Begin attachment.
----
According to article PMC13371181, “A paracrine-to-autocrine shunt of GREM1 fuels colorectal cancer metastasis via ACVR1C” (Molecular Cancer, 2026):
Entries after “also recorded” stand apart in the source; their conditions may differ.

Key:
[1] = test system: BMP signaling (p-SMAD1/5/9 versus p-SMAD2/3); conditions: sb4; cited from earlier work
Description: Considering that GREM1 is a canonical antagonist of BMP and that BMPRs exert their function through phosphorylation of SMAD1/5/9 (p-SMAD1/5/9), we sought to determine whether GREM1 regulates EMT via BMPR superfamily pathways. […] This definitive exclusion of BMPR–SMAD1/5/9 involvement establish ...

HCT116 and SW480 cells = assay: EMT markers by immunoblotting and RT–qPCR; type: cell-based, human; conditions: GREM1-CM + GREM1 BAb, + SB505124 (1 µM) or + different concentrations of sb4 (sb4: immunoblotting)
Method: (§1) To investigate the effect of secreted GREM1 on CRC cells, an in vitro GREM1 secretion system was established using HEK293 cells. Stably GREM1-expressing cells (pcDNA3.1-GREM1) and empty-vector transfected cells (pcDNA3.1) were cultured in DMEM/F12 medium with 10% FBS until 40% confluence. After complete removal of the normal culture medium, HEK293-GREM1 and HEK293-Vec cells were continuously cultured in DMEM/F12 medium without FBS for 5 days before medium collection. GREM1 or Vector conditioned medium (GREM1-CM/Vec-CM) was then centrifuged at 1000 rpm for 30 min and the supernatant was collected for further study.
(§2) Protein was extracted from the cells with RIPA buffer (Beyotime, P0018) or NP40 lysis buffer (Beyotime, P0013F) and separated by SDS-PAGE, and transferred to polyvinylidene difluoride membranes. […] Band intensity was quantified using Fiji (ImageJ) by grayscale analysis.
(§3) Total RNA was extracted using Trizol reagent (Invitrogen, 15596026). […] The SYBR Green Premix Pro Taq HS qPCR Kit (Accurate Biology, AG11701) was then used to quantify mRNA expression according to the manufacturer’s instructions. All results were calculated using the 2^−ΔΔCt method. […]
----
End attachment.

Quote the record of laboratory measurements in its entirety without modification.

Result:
According to article PMC13371181, “A paracrine-to-autocrine shunt of GREM1 fuels colorectal cancer metastasis via ACVR1C” (Molecular Cancer, 2026):
Entries after “also recorded” stand apart in the source; their conditions may differ.

Key:
[1] = test system: BMP signaling (p-SMAD1/5/9 versus p-SMAD2/3); conditions: sb4; cited from earlier work
Description: Considering that GREM1 is a canonical antagonist of BMP and that BMPRs exert their function through phosphorylation of SMAD1/5/9 (p-SMAD1/5/9), we sought to determine whether GREM1 regulates EMT via BMPR superfamily pathways. […] This definitive exclusion of BMPR–SMAD1/5/9 involvement establish ...

HCT116 and SW480 cells = assay: EMT markers by immunoblotting and RT–qPCR; type: cell-based, human; conditions: GREM1-CM + GREM1 BAb, + SB505124 (1 µM) or + different concentrations of sb4 (sb4: immunoblotting)
Method: (§1) To investigate the effect of secreted GREM1 on CRC cells, an in vitro GREM1 secretion system was established using HEK293 cells. Stably GREM1-expressing cells (pcDNA3.1-GREM1) and empty-vector transfected cells (pcDNA3.1) were cultured in DMEM/F12 medium with 10% FBS until 40% confluence. After complete removal of the normal culture medium, HEK293-GREM1 and HEK293-Vec cells were continuously cultured in DMEM/F12 medium without FBS for 5 days before medium collection. GREM1 or Vector conditioned medium (GREM1-CM/Vec-CM) was then centrifuged at 1000 rpm for 30 min and the supernatant was collected for further study.
(§2) Protein was extracted from the cells with RIPA buffer (Beyotime, P0018) or NP40 lysis buffer (Beyotime, P0013F) and separated by SDS-PAGE, and transferred to polyvinylidene difluoride membranes. […] Band intensity was quantified using Fiji (ImageJ) by grayscale analysis.
(§3) Total RNA was extracted using Trizol reagent (Invitrogen, 15596026). […] The SYBR Green Premix Pro Taq HS qPCR Kit (Accurate Biology, AG11701) was then used to quantify mRNA expression according to the manufacturer’s instructions. All results were calculated using the 2^−ΔΔCt method. […]